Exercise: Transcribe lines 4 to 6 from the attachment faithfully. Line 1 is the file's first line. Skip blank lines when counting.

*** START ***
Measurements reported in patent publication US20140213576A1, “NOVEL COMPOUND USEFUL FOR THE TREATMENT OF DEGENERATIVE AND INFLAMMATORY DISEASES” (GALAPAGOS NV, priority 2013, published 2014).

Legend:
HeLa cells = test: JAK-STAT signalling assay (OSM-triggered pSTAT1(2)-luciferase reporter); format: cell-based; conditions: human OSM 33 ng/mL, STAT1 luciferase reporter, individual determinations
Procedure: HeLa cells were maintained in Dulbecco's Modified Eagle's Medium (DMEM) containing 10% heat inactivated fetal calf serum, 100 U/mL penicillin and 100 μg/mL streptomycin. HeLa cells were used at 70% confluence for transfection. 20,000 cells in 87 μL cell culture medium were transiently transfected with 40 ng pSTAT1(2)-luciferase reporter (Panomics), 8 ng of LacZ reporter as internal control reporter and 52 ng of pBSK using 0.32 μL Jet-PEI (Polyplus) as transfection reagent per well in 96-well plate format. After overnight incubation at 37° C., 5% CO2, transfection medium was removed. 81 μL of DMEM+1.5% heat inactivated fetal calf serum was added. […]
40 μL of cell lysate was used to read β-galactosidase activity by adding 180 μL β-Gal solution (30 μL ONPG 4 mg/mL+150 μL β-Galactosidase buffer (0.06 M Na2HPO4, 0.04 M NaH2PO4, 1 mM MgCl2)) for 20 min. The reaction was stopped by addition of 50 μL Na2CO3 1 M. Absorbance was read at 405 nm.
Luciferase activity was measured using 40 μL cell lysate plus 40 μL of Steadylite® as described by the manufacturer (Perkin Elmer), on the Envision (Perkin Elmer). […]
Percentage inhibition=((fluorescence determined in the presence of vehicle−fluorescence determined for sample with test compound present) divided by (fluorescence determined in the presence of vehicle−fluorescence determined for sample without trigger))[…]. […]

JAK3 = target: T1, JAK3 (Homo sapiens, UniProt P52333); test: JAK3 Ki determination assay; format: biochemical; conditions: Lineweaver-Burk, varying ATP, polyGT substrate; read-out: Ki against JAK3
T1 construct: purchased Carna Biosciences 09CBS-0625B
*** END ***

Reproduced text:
Procedure: HeLa cells were maintained in Dulbecco's Modified Eagle's Medium (DMEM) containing 10% heat inactivated fetal calf serum, 100 U/mL penicillin and 100 μg/mL streptomycin. HeLa cells were used at 70% confluence for transfection. 20,000 cells in 87 μL cell culture medium were transiently transfected with 40 ng pSTAT1(2)-luciferase reporter (Panomics), 8 ng of LacZ reporter as internal control reporter and 52 ng of pBSK using 0.32 μL Jet-PEI (Polyplus) as transfection reagent per well in 96-well plate format. After overnight incubation at 37° C., 5% CO2, transfection medium was removed. 81 μL of DMEM+1.5% heat inactivated fetal calf serum was added. […]
40 μL of cell lysate was used to read β-galactosidase activity by adding 180 μL β-Gal solution (30 μL ONPG 4 mg/mL+150 μL β-Galactosidase buffer (0.06 M Na2HPO4, 0.04 M NaH2PO4, 1 mM MgCl2)) for 20 min. The reaction was stopped by addition of 50 μL Na2CO3 1 M. Absorbance was read at 405 nm.
Luciferase activity was measured using 40 μL cell lysate plus 40 μL of Steadylite® as described by the manufacturer (Perkin Elmer), on the Envision (Perkin Elmer). […]